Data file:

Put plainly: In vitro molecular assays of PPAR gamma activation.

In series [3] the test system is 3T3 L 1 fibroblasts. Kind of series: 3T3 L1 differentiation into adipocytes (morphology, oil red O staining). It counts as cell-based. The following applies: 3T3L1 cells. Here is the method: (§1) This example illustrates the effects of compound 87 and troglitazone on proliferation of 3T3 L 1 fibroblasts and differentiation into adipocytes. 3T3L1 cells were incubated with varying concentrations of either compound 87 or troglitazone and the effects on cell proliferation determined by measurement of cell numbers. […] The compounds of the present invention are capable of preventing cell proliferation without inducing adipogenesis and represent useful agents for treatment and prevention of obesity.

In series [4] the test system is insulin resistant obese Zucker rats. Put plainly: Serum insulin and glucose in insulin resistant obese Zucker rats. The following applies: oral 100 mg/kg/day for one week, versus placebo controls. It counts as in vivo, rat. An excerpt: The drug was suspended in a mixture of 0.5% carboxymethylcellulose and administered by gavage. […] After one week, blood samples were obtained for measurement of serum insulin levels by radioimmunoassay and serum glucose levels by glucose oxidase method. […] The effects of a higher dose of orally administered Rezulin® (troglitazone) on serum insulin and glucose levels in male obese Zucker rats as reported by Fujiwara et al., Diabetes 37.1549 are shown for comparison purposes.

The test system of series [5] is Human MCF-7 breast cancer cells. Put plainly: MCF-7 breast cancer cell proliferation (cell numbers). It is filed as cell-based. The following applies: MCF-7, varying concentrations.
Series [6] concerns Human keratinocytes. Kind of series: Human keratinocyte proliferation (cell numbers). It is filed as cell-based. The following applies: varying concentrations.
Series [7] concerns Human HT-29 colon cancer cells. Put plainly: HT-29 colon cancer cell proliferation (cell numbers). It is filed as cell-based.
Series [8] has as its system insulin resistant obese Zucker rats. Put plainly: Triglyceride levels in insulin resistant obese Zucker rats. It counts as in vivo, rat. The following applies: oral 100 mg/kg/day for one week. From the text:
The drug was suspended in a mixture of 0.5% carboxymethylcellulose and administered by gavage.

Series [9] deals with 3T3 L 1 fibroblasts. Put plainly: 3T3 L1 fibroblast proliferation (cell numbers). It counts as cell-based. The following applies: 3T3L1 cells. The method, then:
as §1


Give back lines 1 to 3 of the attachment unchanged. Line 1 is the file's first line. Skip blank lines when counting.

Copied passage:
Put plainly: In vitro molecular assays of PPAR gamma activation.

In series [3] the test system is 3T3 L 1 fibroblasts. Kind of series: 3T3 L1 differentiation into adipocytes (morphology, oil red O staining). It counts as cell-based. The following applies: 3T3L1 cells. Here is the method: (§1) This example illustrates the effects of compound 87 and troglitazone on proliferation of 3T3 L 1 fibroblasts and differentiation into adipocytes. 3T3L1 cells were incubated with varying concentrations of either compound 87 or troglitazone and the effects on cell proliferation determined by measurement of cell numbers. […] The compounds of the present invention are capable of preventing cell proliferation without inducing adipogenesis and represent useful agents for treatment and prevention of obesity.

In series [4] the test system is insulin resistant obese Zucker rats. Put plainly: Serum insulin and glucose in insulin resistant obese Zucker rats. The following applies: oral 100 mg/kg/day for one week, versus placebo controls. It counts as in vivo, rat. An excerpt: The drug was suspended in a mixture of 0.5% carboxymethylcellulose and administered by gavage. […] After one week, blood samples were obtained for measurement of serum insulin levels by radioimmunoassay and serum glucose levels by glucose oxidase method. […] The effects of a higher dose of orally administered Rezulin® (troglitazone) on serum insulin and glucose levels in male obese Zucker rats as reported by Fujiwara et al., Diabetes 37.1549 are shown for comparison purposes.